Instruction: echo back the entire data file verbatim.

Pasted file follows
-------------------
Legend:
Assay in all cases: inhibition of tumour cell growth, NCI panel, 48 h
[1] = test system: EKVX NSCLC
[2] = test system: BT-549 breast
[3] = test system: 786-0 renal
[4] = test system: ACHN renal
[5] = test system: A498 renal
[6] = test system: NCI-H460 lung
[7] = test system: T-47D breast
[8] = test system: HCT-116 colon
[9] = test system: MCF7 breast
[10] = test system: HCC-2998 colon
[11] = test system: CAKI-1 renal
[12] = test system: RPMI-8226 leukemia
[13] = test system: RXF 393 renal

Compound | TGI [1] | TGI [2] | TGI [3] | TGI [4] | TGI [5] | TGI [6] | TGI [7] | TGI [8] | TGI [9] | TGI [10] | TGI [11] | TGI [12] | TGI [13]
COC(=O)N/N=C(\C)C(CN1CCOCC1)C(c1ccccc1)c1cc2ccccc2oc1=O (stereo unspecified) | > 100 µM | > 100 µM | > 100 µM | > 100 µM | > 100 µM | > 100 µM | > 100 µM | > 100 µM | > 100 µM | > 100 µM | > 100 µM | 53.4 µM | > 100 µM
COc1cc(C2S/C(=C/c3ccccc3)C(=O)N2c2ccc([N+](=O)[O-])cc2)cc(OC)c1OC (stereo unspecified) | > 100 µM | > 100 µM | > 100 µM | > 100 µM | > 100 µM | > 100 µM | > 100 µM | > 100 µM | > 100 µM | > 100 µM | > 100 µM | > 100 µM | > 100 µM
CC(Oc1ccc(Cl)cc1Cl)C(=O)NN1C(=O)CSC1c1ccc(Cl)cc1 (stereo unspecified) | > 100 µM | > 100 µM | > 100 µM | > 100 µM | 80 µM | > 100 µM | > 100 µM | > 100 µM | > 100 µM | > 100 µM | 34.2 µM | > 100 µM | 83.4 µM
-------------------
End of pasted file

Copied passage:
Legend:
Assay in all cases: inhibition of tumour cell growth, NCI panel, 48 h
[1] = test system: EKVX NSCLC
[2] = test system: BT-549 breast
[3] = test system: 786-0 renal
[4] = test system: ACHN renal
[5] = test system: A498 renal
[6] = test system: NCI-H460 lung
[7] = test system: T-47D breast
[8] = test system: HCT-116 colon
[9] = test system: MCF7 breast
[10] = test system: HCC-2998 colon
[11] = test system: CAKI-1 renal
[12] = test system: RPMI-8226 leukemia
[13] = test system: RXF 393 renal

Compound | TGI [1] | TGI [2] | TGI [3] | TGI [4] | TGI [5] | TGI [6] | TGI [7] | TGI [8] | TGI [9] | TGI [10] | TGI [11] | TGI [12] | TGI [13]
COC(=O)N/N=C(\C)C(CN1CCOCC1)C(c1ccccc1)c1cc2ccccc2oc1=O (stereo unspecified) | > 100 µM | > 100 µM | > 100 µM | > 100 µM | > 100 µM | > 100 µM | > 100 µM | > 100 µM | > 100 µM | > 100 µM | > 100 µM | 53.4 µM | > 100 µM
COc1cc(C2S/C(=C/c3ccccc3)C(=O)N2c2ccc([N+](=O)[O-])cc2)cc(OC)c1OC (stereo unspecified) | > 100 µM | > 100 µM | > 100 µM | > 100 µM | > 100 µM | > 100 µM | > 100 µM | > 100 µM | > 100 µM | > 100 µM | > 100 µM | > 100 µM | > 100 µM
CC(Oc1ccc(Cl)cc1Cl)C(=O)NN1C(=O)CSC1c1ccc(Cl)cc1 (stereo unspecified) | > 100 µM | > 100 µM | > 100 µM | > 100 µM | 80 µM | > 100 µM | > 100 µM | > 100 µM | > 100 µM | > 100 µM | 34.2 µM | > 100 µM | 83.4 µM